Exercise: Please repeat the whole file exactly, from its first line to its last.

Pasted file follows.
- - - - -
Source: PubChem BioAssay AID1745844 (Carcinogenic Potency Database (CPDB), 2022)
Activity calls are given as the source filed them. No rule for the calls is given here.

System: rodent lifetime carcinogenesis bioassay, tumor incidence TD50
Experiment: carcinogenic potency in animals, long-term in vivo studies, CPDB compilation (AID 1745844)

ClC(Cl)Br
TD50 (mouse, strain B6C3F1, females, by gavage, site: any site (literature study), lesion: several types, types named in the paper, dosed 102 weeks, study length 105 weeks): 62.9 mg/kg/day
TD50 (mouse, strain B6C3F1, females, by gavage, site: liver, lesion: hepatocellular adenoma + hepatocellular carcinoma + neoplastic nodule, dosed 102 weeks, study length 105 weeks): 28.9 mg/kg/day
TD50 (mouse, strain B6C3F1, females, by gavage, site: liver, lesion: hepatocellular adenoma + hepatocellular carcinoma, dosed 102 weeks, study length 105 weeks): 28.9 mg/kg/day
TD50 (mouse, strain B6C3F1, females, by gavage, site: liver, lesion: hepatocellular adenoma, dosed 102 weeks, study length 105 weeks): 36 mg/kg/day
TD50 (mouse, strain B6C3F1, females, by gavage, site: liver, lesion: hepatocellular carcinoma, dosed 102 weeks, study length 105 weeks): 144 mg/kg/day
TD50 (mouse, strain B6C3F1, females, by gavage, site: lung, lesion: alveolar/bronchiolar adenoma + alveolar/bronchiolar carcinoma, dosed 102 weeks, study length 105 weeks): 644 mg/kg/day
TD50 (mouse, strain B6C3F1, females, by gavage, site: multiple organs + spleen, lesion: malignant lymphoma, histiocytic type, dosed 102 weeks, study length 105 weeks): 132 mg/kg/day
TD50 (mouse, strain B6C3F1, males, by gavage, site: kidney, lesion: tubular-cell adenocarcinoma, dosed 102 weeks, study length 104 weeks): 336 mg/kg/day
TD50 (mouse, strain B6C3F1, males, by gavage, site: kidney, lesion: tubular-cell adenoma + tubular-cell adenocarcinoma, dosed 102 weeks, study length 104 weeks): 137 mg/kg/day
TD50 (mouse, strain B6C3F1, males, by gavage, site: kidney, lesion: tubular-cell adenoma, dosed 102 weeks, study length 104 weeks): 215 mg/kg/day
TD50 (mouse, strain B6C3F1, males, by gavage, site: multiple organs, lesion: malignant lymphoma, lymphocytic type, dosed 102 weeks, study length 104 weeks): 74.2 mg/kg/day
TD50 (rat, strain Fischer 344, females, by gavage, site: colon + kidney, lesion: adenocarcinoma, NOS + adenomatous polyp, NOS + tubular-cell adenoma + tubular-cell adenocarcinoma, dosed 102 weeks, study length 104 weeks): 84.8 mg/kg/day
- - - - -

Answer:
Source: PubChem BioAssay AID1745844 (Carcinogenic Potency Database (CPDB), 2022)
Activity calls are given as the source filed them. No rule for the calls is given here.

System: rodent lifetime carcinogenesis bioassay, tumor incidence TD50
Experiment: carcinogenic potency in animals, long-term in vivo studies, CPDB compilation (AID 1745844)

ClC(Cl)Br
TD50 (mouse, strain B6C3F1, females, by gavage, site: any site (literature study), lesion: several types, types named in the paper, dosed 102 weeks, study length 105 weeks): 62.9 mg/kg/day
TD50 (mouse, strain B6C3F1, females, by gavage, site: liver, lesion: hepatocellular adenoma + hepatocellular carcinoma + neoplastic nodule, dosed 102 weeks, study length 105 weeks): 28.9 mg/kg/day
TD50 (mouse, strain B6C3F1, females, by gavage, site: liver, lesion: hepatocellular adenoma + hepatocellular carcinoma, dosed 102 weeks, study length 105 weeks): 28.9 mg/kg/day
TD50 (mouse, strain B6C3F1, females, by gavage, site: liver, lesion: hepatocellular adenoma, dosed 102 weeks, study length 105 weeks): 36 mg/kg/day
TD50 (mouse, strain B6C3F1, females, by gavage, site: liver, lesion: hepatocellular carcinoma, dosed 102 weeks, study length 105 weeks): 144 mg/kg/day
TD50 (mouse, strain B6C3F1, females, by gavage, site: lung, lesion: alveolar/bronchiolar adenoma + alveolar/bronchiolar carcinoma, dosed 102 weeks, study length 105 weeks): 644 mg/kg/day
TD50 (mouse, strain B6C3F1, females, by gavage, site: multiple organs + spleen, lesion: malignant lymphoma, histiocytic type, dosed 102 weeks, study length 105 weeks): 132 mg/kg/day
TD50 (mouse, strain B6C3F1, males, by gavage, site: kidney, lesion: tubular-cell adenocarcinoma, dosed 102 weeks, study length 104 weeks): 336 mg/kg/day
TD50 (mouse, strain B6C3F1, males, by gavage, site: kidney, lesion: tubular-cell adenoma + tubular-cell adenocarcinoma, dosed 102 weeks, study length 104 weeks): 137 mg/kg/day
TD50 (mouse, strain B6C3F1, males, by gavage, site: kidney, lesion: tubular-cell adenoma, dosed 102 weeks, study length 104 weeks): 215 mg/kg/day
TD50 (mouse, strain B6C3F1, males, by gavage, site: multiple organs, lesion: malignant lymphoma, lymphocytic type, dosed 102 weeks, study length 104 weeks): 74.2 mg/kg/day
TD50 (rat, strain Fischer 344, females, by gavage, site: colon + kidney, lesion: adenocarcinoma, NOS + adenomatous polyp, NOS + tubular-cell adenoma + tubular-cell adenocarcinoma, dosed 102 weeks, study length 104 weeks): 84.8 mg/kg/day